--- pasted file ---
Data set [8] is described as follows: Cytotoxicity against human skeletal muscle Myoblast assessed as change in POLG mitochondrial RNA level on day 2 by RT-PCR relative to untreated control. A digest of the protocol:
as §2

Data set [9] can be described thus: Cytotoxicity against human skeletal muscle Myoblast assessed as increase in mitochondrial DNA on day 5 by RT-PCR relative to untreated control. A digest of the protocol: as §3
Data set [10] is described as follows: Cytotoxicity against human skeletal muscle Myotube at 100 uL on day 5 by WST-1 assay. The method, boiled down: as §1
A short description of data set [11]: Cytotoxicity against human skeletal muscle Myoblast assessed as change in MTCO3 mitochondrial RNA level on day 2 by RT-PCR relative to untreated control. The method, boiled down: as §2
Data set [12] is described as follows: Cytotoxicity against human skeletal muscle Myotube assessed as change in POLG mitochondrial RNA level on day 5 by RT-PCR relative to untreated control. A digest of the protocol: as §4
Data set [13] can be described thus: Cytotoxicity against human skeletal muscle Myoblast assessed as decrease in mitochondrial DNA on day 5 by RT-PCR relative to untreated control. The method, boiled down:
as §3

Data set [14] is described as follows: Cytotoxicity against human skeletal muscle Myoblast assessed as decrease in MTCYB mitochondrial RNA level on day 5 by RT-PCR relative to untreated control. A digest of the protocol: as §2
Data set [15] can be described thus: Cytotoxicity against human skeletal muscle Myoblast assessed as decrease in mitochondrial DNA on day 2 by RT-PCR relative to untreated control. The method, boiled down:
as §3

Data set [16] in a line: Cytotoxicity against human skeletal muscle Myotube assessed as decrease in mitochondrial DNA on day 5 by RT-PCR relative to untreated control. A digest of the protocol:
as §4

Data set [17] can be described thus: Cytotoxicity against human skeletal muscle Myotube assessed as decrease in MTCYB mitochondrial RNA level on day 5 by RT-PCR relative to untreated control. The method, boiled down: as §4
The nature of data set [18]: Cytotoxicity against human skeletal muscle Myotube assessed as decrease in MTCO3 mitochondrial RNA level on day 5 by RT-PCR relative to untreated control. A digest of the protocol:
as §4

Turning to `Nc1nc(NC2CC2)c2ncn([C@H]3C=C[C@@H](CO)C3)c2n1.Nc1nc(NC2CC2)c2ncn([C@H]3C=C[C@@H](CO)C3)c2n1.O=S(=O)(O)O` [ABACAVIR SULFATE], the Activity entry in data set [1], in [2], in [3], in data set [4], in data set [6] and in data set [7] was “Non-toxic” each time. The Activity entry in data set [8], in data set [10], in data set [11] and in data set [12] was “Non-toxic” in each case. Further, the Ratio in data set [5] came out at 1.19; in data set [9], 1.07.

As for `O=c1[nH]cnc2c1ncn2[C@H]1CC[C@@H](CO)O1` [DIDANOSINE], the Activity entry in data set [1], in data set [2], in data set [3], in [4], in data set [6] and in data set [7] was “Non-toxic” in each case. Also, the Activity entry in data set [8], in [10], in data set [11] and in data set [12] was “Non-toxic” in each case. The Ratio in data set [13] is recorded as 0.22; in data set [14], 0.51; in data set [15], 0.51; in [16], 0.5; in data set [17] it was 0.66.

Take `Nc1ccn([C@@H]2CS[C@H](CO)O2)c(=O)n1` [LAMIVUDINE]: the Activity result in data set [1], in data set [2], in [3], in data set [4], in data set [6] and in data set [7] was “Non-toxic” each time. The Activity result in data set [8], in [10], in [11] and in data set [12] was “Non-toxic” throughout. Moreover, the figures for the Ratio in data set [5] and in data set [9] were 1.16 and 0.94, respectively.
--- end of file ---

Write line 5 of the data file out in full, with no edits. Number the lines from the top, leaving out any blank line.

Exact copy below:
A short description of data set [11]: Cytotoxicity against human skeletal muscle Myoblast assessed as change in MTCO3 mitochondrial RNA level on day 2 by RT-PCR relative to untreated control. The method, boiled down: as §2